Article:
$C=\sum_{i=1}^{N-1}\left|\sum_{j=1}^i(a_j-a_j')\right|.$We can show that this is a lower bound and that it's attainable. The term $D=\sum_{j=1}^i(a_j-a_j')$ denotes the number of units of fertilizer that move from segment $i$ to segment $i+1$. Namely, if $D$ is positive then $D$ units of fertilizer moved from segment $i$ to segment $i+1$; otherwise, $-D$ units of fertilizer moved in the opposite direction. Note that it is never optimal to have fertilizer moving in both directions.

Let $dif_i=a_i-b_i$ and define $d_j=\sum_{i=1}^jdif_i$ for each $0\le j\le N$. Similarly, define $dif_i'=a_i'-b_i$ and $d_j'=\sum_{i=1}^jdif_i'$. Since we want $dif_i'\ge 0$ for all $i$, we should have $d_0=d_0'\le d_1'\le \cdots\le d_N'=d_N.$ Conversely, every sequence $(d_0',d_1',\ldots,d_N')$ that satisfies this property corresponds to a valid way to assign values of $(a_1',a_2',\ldots,a_N')$.

Now you can verify that $C=\sum_{i=1}^{N-1}|d_i-d_i'|$. This makes sense since moving one unit of fertilizer one position is equivalent to changing one of the $d_i$ by one (although $d_0,d_N$ always remain the same).

### Slow Solution

For each $0\le i\le N$ and $0\le j\le d_N$, let $dp[i][j]$ be the minimum cost to determine $d_0',d_1',\ldots,d_i'$ such that $d_i'\le j$. Note that by definition, $dp[i][j]\ge dp[i][j+1]$. We can easily calculate these values in $O(N\cdot d_N)$ time.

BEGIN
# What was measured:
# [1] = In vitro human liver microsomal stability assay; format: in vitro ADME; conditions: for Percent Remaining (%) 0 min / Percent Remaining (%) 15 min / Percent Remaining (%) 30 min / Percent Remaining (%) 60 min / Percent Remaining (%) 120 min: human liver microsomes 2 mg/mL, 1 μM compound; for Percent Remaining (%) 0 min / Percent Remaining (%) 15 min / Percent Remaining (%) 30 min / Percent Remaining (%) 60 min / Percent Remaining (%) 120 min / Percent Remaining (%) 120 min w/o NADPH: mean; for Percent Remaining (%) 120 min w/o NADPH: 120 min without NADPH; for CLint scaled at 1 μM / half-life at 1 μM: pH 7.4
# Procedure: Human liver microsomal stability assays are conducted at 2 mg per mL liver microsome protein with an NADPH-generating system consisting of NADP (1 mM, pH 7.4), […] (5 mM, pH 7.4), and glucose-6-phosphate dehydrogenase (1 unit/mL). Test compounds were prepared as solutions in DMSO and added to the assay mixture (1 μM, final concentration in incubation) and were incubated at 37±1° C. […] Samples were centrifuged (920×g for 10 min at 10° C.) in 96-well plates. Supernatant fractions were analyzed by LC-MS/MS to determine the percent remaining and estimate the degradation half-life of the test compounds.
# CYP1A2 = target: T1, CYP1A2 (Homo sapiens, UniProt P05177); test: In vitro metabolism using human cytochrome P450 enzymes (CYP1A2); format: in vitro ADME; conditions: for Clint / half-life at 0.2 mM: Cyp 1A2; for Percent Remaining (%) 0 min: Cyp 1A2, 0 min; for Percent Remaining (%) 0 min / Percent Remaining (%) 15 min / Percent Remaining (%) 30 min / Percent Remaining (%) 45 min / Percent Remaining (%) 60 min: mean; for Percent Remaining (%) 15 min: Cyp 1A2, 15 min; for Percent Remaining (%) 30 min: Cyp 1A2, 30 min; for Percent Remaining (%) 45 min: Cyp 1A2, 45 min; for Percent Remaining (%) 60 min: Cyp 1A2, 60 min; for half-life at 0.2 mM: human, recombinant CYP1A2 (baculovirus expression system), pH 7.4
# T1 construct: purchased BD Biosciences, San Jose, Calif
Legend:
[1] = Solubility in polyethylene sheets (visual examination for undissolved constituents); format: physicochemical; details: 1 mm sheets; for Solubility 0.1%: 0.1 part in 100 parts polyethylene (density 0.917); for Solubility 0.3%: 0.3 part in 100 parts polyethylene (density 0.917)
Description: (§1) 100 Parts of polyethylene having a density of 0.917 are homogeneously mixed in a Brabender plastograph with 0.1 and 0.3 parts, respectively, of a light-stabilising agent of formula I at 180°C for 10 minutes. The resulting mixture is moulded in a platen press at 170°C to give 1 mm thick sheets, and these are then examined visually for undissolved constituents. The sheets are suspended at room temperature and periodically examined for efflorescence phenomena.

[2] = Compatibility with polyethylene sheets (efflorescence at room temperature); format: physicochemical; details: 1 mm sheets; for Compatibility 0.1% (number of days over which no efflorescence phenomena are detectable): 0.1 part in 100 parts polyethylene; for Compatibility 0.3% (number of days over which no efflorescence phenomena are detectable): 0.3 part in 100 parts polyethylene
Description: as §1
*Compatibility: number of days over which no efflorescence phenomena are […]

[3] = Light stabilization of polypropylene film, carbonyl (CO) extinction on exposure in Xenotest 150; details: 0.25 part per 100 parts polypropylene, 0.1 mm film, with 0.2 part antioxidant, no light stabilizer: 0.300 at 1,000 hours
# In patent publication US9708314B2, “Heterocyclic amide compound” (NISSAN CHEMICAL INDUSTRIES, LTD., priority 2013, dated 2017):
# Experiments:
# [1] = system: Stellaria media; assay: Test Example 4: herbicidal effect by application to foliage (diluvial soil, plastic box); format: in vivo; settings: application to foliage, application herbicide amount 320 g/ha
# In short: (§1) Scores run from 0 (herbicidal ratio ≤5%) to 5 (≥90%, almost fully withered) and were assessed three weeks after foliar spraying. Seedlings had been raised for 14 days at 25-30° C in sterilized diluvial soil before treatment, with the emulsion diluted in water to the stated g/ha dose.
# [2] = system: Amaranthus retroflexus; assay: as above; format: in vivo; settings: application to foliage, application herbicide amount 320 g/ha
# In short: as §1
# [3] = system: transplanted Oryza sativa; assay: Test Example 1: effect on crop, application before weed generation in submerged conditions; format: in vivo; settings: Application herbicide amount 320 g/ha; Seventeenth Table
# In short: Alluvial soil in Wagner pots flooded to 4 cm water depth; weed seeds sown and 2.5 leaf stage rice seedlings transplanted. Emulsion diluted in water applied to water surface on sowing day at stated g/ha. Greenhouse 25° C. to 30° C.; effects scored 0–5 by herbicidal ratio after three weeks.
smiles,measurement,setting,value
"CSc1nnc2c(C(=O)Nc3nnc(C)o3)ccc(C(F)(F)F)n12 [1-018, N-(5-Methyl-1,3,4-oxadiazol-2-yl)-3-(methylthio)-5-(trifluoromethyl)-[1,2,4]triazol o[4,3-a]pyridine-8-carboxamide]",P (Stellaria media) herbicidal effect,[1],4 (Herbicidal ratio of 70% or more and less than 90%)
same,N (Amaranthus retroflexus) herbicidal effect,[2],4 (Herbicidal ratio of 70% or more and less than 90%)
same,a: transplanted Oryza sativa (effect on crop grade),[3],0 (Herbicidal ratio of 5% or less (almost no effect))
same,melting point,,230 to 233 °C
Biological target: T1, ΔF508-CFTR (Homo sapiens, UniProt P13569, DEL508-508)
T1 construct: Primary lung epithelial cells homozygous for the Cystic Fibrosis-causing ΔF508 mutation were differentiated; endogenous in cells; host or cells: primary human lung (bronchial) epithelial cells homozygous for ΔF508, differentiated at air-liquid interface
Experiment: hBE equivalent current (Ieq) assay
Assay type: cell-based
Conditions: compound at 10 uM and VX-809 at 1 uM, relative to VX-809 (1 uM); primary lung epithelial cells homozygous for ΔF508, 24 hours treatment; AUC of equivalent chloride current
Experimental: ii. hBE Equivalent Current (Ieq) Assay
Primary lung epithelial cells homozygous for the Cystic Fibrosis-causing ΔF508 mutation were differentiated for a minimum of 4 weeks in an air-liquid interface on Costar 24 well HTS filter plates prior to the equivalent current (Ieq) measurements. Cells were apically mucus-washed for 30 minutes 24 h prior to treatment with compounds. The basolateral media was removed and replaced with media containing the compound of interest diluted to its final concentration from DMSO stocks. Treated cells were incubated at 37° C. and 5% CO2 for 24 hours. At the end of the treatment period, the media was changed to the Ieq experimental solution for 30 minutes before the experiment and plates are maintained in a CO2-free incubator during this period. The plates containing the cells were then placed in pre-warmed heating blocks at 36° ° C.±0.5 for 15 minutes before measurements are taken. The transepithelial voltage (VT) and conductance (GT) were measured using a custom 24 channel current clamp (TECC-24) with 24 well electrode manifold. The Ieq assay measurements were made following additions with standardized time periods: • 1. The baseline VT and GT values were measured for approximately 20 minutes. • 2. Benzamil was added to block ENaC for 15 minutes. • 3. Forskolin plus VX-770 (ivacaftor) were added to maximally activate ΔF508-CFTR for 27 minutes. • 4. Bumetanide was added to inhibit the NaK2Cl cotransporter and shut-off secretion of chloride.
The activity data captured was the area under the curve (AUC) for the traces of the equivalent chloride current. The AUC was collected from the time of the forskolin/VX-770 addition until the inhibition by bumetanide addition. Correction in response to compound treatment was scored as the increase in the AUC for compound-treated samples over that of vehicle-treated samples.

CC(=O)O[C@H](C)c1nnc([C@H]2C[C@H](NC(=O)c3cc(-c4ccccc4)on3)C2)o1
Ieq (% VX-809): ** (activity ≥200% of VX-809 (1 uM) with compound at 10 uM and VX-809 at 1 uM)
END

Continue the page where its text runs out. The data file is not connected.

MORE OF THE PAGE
### Full Solution

Explanation

My Code

## USACO Landscaping

Status | Source | Problem Name | Difficulty | Tags | Solution |
---|---|---|---|---|---|

Plat | Hard | ## Show TagsSlope Trick | External Sol |

This looks similar to the previous task (we're moving dirt instead of fertilizer), so it's not too hard to guess that slope trick is applicable.

### Slow Solution

Let $dp[i][j]$ equal the number of ways to move dirt around the first $i$ flowerbeds such that the first $i-1$ flowerbeds all have the correct amount of dirt while the $i$-th flowerbed has $j$ extra units of dirt (or lacks $-j$ units of dirt if $j$ is negative). The answer will be $dp[N][0]$.

### Full Solution

Explanation

My Solution

### Extension

We can solve this problem when $\sum A_i+\sum B_i$ is not so small by maintaining a map from $j$ to $dif[j+1]-dif[j]$ for all $j$ such that the latter quantity is nonzero. Then the operation "add $Z\cdot |j|$ to $DP[j]$ for all $j$" corresponds to a point update in the map (`advance()`

in the code below).

Code (from Alex Wei)

## Problems

Although we haven't provided any examples of this, some of the problems below will require you to merge two slope containers (usually priority queues).

Status | Source | Problem Name | Difficulty | Tags | Solution |
---|---|---|---|---|---|

CF | Normal | ## Show TagsSlope Trick | Check CF | ||

CC | Normal | ## Show TagsSlope Trick | Check CC | ||

CEOI | Normal | ## Show TagsSlope Trick | View Solution | ||

NOI.sg | Hard | ## Show TagsSlope Trick | View Solution | ||

CF | Hard | ## Show TagsSlope Trick | Check CF | ||

CF | Hard | ## Show TagsSlope Trick | Check CF | ||

APIO | Hard | ## Show TagsSlope Trick, Small to Large | View Solution | ||

CF | Very Hard | ## Show TagsSlope Trick | Check CF | ||

ICPC WF | Very Hard | ## Show TagsSlope Trick, Small to Large | Show Sketch |